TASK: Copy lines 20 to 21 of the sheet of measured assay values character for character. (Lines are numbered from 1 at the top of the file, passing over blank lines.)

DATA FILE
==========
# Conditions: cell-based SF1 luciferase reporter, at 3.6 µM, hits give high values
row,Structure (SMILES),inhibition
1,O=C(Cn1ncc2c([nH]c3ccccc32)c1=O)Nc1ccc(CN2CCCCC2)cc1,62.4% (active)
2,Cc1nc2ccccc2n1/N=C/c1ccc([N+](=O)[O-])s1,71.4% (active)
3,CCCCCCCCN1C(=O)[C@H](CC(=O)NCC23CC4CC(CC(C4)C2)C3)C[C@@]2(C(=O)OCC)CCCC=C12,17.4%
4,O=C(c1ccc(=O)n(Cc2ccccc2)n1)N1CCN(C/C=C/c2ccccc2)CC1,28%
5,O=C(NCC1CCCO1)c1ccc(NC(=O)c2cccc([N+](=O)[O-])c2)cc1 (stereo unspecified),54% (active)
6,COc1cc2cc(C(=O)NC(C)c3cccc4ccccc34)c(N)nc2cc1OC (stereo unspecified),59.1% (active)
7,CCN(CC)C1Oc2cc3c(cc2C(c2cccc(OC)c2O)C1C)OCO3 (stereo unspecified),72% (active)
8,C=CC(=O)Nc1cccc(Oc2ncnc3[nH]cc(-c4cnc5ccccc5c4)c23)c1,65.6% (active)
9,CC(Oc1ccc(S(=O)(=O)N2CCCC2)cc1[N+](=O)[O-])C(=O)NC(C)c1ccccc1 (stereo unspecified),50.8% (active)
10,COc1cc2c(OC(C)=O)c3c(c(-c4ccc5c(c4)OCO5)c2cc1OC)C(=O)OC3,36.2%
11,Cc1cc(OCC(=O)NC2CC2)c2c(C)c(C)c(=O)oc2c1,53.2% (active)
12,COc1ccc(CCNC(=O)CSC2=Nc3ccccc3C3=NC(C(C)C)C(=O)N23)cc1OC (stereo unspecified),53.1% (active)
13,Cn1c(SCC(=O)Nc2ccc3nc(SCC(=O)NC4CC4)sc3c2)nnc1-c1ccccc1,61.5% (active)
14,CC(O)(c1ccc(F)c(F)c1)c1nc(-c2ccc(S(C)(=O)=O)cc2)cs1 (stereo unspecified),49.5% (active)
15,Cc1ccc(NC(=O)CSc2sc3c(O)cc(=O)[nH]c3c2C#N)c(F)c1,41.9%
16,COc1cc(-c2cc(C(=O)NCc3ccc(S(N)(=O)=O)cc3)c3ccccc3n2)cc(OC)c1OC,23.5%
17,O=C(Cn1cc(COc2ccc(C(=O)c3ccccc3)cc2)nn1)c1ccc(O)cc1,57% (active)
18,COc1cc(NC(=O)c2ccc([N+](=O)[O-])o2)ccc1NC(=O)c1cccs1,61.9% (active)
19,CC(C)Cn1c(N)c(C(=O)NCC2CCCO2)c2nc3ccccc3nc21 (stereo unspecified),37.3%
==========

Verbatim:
18,COc1cc(NC(=O)c2ccc([N+](=O)[O-])o2)ccc1NC(=O)c1cccs1,61.9% (active)
19,CC(C)Cn1c(N)c(C(=O)NCC2CCCO2)c2nc3ccccc3nc21 (stereo unspecified),37.3%